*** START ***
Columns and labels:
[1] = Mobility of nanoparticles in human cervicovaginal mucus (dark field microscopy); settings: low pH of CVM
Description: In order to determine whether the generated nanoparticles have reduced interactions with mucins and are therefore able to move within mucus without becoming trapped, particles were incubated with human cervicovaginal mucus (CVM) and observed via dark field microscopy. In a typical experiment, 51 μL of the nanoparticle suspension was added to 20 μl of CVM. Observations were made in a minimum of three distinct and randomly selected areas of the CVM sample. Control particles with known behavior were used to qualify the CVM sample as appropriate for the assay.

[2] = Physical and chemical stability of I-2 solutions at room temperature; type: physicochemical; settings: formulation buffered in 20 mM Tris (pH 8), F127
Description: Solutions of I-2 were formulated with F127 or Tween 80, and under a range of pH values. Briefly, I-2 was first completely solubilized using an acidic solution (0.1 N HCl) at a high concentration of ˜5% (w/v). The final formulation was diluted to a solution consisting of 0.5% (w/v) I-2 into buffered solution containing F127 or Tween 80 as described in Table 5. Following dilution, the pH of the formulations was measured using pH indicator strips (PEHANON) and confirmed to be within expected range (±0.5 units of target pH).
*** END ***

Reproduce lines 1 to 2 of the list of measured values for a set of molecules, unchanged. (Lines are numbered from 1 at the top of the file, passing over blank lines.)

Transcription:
Columns and labels:
[1] = Mobility of nanoparticles in human cervicovaginal mucus (dark field microscopy); settings: low pH of CVM